Since 2002 Perimeter Institute has been recording seminars, conference talks, and public outreach events using video cameras installed in our lecture theatres. Perimeter now has 7 formal presentation spaces for its many scientific conferences, seminars, workshops and educational outreach activities, all with advanced audio-visual technical capabilities. Recordings of events in these areas are all available On-Demand from this Video Library and on Perimeter Institute Recorded Seminar Archive (PIRSA). PIRSA is a permanent, free, searchable, and citable archive of recorded seminars from relevant bodies in physics. This resource has been partially modelled after Cornell University's arXiv.org.
Recent theory and experiment have revealed that strong spin-orbit coupling (SOC) can have dramatic qualitative effects on weakly interacting electrons. For instance, it leads to a distinct phase of matter, the topological band insulator. I will discuss the combined effects of SOC and strong electron correlation. For a ''strong'' Mott insulator, in which the electrons are well localized, SOC can compete with exchange interactions, leading to quenching of orbital degeneracy and even an instance of quantum criticality.
Gauge Invariant Cosmological Perturbation theory from 3+1 formulation of General Relativity. This course will aim to study in detail the 3+1 decomposition in General Relativity and use the formalism to derive Gauge invariant perturbation theory at the linear order. Some applications will be studied.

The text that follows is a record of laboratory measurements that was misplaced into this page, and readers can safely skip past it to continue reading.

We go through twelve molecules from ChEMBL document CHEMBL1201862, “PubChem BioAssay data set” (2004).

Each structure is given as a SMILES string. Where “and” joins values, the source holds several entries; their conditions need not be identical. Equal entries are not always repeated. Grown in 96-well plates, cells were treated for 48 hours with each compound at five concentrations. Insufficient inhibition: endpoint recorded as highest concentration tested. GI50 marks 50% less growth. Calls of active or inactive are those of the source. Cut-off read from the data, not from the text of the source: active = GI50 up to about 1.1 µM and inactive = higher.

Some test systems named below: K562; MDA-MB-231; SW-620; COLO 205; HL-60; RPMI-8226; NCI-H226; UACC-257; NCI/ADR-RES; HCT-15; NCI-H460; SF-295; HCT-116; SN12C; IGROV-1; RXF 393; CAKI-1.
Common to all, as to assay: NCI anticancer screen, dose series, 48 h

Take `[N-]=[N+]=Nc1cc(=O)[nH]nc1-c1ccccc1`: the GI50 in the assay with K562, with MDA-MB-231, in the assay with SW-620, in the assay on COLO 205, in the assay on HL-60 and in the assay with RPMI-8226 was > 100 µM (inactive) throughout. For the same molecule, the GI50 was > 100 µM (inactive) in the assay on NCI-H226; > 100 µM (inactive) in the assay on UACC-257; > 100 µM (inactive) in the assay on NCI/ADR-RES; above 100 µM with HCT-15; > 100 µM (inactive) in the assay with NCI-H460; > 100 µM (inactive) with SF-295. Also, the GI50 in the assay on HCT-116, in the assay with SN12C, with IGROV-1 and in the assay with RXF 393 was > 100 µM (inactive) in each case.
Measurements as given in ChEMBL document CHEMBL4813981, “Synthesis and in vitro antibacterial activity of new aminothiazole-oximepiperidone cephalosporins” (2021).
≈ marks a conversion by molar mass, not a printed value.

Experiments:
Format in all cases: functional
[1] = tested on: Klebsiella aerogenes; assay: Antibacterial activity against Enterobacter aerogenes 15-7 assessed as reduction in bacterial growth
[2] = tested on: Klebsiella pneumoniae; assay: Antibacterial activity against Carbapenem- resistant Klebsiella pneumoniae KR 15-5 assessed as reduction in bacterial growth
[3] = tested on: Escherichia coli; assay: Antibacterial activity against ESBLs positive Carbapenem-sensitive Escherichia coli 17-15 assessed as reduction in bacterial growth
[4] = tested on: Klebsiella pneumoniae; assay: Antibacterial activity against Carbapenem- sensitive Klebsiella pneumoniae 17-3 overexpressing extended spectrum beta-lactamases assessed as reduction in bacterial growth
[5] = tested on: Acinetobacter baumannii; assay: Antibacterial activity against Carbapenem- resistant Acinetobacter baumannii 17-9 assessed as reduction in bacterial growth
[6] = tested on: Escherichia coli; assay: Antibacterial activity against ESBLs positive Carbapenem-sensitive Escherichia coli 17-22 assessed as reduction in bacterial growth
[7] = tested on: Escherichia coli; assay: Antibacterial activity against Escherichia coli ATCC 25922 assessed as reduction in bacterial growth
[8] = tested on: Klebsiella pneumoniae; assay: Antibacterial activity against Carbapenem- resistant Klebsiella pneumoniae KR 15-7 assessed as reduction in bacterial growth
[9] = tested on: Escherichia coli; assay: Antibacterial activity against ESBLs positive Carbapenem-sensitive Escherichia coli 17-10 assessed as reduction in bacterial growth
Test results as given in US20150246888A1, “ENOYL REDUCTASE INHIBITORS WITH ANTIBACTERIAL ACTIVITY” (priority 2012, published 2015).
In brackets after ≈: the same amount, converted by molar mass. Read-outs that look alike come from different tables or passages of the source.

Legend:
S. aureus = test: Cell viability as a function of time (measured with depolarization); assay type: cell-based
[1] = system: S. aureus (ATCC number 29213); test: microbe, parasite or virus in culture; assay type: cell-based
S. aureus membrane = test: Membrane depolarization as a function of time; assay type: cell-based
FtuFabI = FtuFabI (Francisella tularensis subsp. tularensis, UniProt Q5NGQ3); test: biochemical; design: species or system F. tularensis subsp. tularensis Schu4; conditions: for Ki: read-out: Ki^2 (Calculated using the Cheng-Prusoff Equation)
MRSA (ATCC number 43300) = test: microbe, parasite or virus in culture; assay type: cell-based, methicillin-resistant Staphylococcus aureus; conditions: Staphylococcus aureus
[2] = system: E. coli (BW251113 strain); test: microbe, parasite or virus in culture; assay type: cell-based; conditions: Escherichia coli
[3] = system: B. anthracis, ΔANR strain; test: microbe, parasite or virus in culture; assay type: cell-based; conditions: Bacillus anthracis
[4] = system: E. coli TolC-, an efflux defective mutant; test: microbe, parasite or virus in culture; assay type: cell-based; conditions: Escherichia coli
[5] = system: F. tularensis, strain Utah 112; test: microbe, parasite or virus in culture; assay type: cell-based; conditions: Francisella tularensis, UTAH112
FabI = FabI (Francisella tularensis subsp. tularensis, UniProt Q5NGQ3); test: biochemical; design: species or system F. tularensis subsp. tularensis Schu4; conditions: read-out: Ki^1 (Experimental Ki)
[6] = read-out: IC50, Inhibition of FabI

Frustrated magnets are materials in which localized magnetic moments, or spins, interact through competing exchange interactions that cannot be simultaneously satisfied, giving rise to a large degeneracy of the system ground state. Under certain conditions, this can lead to the formation of fluid-like states of matter, so-called spin liquids, in which the constituent spins are highly correlated but still fluctuate strongly down to a temperature of absolute zero.
We present a holographic description of four-dimensional single-scalar inflationary universes in terms of a three-dimensional quantum field theory. The holographic description correctly reproduces standard inflationary predictions in their regime of applicability. In the opposite case, wherein gravity is strongly coupled at early times, we propose a holographic description in terms of perturbative QFT and present models capable of satisfying the current observational constraints while exhibiting a phenomenology distinct from standard inflation.
WIMPless dark matter offers an attractive framework in which dark matter can be very light. We investigate the implications of such scenarios on invisible decays of bottomonium states for dark matter with a mass less than around $5 {\rm GeV}$. We relate these decays to measurements of nucleon-dark matter elastic scattering. We also investigate the effect that a coupling to $s$ quarks has on flavor changing $b\to s$ processes involving missing energy.
Lecture 4
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